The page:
Hebrews 9:13-14 is an example of arguing from lesser to greater:
For if the blood of goats and calves, and ashes of a heifer sprinkling those who have become unclean, sanctifies for the purification of the flesh, how much more will the blood of Christ, who through the eternal Spirit offered himself unblemished to God, purify our conscience from dead works in order to serve the living God!
If the blood of animals could sanctify our flesh, how much more does the blood of Christ cleanse our conscience! If something lesser did that, then something greater does this.
The argument itself is clear enough. But the question we must always ask when reading Hebrews is, Which Mosaic rite does the author have in mind when he writes this? There is only one cleansing rite (near as I can find) that involves sprinkling the ashes of an animal, and that is the rite in Numbers 19. I’ll quote it, compare it to Hebrews 9, and then comment. While the book of Numbers was composed in Hebrew, I’ve included words from the Septuagint translation that correspond to some of the Greek terms that come up in Hebrews 9:
This is the instruction when a man has died in a tent: everyone who comes into the tent and everyone who is in the tent shall be unclean (AKATHARTA) seven days. And every vessel that was open, that had no lid tied on it, it is unclean (AKATHARTA). And everyone who, in the open field, touches someone who was slain with the sword or someone who is dead (NEKROU), or the bone of a man or a grave, shall be unclean (AKATHARTOS) seven days. And for the unclean person (AKATHARTW) they shall take from the ashes (SPODIAS) of the burnt sin offering and add with it living water into a vessel. And a clean (KATHAROS) man shall take hyssop and dip it into the water and sprinkle (PERIRRAVEI) it on the tent and on all the vessels and on the people (literally “souls”) who are there and on the one who touched the bone or the slain or the dead or the grave. And the clean (KATHAROS) shall sprinkle (PERIRRANEI) the unclean (AKATHARTON) on the third day and on the seventh day. And he shall purify him on the seventh day, and he shall wash his garments and bathe himself in water, and he will be clean at evening. (Numbers 19:14-19).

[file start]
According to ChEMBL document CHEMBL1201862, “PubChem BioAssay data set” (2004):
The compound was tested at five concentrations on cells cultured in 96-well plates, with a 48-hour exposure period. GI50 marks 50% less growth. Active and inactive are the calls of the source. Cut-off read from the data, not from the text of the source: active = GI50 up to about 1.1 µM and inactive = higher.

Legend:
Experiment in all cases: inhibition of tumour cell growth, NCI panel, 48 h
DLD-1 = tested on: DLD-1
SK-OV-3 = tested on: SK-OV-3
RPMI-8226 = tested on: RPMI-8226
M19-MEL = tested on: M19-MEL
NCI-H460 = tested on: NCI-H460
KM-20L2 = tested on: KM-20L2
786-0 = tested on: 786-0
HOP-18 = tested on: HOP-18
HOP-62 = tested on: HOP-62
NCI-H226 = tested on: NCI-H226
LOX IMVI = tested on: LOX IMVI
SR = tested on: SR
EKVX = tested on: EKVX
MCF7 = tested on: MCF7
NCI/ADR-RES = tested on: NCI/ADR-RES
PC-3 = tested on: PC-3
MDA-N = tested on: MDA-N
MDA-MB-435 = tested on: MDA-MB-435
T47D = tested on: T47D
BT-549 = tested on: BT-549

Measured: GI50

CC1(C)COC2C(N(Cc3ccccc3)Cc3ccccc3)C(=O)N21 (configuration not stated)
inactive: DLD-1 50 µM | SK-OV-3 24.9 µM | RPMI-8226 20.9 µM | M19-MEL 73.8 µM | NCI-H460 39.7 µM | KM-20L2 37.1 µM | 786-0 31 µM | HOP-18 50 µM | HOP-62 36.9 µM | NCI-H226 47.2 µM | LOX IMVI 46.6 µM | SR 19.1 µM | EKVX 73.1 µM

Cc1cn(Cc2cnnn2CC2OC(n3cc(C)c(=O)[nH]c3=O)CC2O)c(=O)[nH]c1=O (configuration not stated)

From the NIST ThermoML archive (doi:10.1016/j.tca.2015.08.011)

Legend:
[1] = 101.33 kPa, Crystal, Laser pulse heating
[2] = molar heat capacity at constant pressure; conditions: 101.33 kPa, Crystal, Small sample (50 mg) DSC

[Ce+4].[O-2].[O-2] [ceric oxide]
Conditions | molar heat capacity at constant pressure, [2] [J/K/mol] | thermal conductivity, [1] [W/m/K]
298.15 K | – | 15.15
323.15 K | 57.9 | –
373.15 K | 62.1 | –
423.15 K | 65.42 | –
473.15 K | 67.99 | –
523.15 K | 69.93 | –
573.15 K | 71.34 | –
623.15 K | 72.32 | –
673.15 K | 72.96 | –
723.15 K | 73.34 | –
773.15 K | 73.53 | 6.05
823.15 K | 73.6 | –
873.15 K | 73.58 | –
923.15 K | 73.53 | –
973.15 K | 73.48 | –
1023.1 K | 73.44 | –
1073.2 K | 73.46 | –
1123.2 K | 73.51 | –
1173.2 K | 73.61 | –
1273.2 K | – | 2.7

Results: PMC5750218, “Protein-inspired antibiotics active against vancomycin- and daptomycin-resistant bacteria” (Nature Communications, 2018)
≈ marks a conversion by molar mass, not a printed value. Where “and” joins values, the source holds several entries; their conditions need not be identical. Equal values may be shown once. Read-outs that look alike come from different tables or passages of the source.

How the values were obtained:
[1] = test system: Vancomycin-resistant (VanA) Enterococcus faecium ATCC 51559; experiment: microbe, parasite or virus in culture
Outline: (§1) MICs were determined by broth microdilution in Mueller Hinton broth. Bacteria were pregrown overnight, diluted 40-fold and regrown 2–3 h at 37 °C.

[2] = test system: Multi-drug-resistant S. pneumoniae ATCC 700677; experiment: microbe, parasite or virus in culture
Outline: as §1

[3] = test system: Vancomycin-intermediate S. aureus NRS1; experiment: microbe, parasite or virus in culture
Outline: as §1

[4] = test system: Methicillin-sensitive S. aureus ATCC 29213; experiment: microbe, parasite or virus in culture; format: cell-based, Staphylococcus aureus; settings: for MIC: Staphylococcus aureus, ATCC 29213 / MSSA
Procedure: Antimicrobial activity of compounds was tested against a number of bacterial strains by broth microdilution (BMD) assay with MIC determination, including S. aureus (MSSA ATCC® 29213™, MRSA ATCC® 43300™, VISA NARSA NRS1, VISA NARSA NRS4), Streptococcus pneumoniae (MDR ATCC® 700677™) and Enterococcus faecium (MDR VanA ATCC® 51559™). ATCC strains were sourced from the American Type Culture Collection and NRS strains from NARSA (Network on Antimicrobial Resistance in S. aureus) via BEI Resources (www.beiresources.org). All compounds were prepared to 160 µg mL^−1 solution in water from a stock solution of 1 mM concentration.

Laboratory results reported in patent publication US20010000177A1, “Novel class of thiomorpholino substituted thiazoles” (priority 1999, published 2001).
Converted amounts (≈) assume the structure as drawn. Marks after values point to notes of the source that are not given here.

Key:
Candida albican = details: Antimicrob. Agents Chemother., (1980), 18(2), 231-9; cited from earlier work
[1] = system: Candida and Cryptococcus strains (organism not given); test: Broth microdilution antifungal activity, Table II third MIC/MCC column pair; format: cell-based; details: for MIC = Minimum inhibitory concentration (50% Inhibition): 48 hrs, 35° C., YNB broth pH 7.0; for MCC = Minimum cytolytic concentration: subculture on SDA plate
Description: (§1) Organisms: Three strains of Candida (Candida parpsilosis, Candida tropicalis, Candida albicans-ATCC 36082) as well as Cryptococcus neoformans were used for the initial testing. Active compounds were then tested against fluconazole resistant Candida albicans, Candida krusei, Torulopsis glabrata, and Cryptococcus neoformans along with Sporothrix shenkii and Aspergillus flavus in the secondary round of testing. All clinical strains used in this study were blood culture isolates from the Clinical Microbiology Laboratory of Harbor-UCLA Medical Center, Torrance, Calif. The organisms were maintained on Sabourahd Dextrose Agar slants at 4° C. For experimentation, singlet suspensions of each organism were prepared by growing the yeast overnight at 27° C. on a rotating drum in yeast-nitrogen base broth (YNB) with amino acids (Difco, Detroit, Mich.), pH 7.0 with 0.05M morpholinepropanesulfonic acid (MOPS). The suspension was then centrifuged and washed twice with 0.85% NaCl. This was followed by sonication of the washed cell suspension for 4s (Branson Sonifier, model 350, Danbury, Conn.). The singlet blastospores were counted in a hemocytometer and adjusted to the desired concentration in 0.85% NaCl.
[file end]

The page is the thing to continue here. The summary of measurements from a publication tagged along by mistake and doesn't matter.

Thus in Hebrews 9 we have the SPODOS ‘ashes’ of the heifer. Those ashes sprinkle the defiled persons. The word for sprinkling in Hebrews 9 is RHANTIZOUSA, from RHANTIZW. This is related to the word in the Septuagint in Numbers 19, PERIRRAINW, a combination of the preposition PERI ‘around’ and RHAINW ‘sprinkle.’ The ashes sprinkle for the purification of the flesh, the word for ‘purification’ being KATHAROTHTA. It says in Hebrews 9 that the blood of Christ likewise will cleanse, KATHARIEI. But whereas the ashes of the heifer sprinkle to purify the flesh from death, the blood of Christ sprinkles us in order to purify our conscience from dead works (NEKRWN ERGWN).
And what does this Mosaic rite have to do with the life of a Christian? First of all, just as the sprinkling ashes referred to an actual sprinkling with ashes in Numbers 19, so also the sprinkling of the blood of Christ is not an inward, spiritual thing, but is likewise an actual outward sprinkling. This literal sprinkling happens in Holy Baptism.
As it is in Hebrews 9, so elsewhere the good conscience is connected with Baptism. For example in 1 Peter 3:21 Baptism is called “an appeal to God for a good conscience.” Similarly in Hebrews 10:22, “our hearts sprinkled clean from an evil conscience and our bodies washed with pure water.” The sprinkling of the heart and the washing of the body are one and the same: through the outward washing of Holy Baptism God deals with us inwardly and cleanses our heart.